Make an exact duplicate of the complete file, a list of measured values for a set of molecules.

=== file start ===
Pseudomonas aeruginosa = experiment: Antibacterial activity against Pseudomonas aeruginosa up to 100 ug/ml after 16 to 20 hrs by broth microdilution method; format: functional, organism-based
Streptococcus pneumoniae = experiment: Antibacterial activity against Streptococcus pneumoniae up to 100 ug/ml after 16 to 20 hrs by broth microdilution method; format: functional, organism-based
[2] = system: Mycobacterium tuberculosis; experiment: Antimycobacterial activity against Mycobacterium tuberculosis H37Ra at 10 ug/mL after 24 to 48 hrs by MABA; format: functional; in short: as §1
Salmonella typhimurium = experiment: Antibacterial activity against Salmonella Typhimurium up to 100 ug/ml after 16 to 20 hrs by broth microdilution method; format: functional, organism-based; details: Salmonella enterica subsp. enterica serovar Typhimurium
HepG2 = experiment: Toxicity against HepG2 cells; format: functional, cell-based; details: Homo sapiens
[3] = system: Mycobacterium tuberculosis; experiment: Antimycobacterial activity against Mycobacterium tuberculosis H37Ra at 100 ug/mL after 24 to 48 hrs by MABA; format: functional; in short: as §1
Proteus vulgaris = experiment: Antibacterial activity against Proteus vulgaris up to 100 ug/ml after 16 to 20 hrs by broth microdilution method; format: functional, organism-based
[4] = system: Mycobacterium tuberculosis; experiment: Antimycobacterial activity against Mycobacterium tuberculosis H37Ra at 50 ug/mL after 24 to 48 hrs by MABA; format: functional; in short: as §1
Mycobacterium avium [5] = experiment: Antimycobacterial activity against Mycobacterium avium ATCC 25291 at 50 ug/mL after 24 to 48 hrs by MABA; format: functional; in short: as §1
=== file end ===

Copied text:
Pseudomonas aeruginosa = experiment: Antibacterial activity against Pseudomonas aeruginosa up to 100 ug/ml after 16 to 20 hrs by broth microdilution method; format: functional, organism-based
Streptococcus pneumoniae = experiment: Antibacterial activity against Streptococcus pneumoniae up to 100 ug/ml after 16 to 20 hrs by broth microdilution method; format: functional, organism-based
[2] = system: Mycobacterium tuberculosis; experiment: Antimycobacterial activity against Mycobacterium tuberculosis H37Ra at 10 ug/mL after 24 to 48 hrs by MABA; format: functional; in short: as §1
Salmonella typhimurium = experiment: Antibacterial activity against Salmonella Typhimurium up to 100 ug/ml after 16 to 20 hrs by broth microdilution method; format: functional, organism-based; details: Salmonella enterica subsp. enterica serovar Typhimurium
HepG2 = experiment: Toxicity against HepG2 cells; format: functional, cell-based; details: Homo sapiens
[3] = system: Mycobacterium tuberculosis; experiment: Antimycobacterial activity against Mycobacterium tuberculosis H37Ra at 100 ug/mL after 24 to 48 hrs by MABA; format: functional; in short: as §1
Proteus vulgaris = experiment: Antibacterial activity against Proteus vulgaris up to 100 ug/ml after 16 to 20 hrs by broth microdilution method; format: functional, organism-based
[4] = system: Mycobacterium tuberculosis; experiment: Antimycobacterial activity against Mycobacterium tuberculosis H37Ra at 50 ug/mL after 24 to 48 hrs by MABA; format: functional; in short: as §1
Mycobacterium avium [5] = experiment: Antimycobacterial activity against Mycobacterium avium ATCC 25291 at 50 ug/mL after 24 to 48 hrs by MABA; format: functional; in short: as §1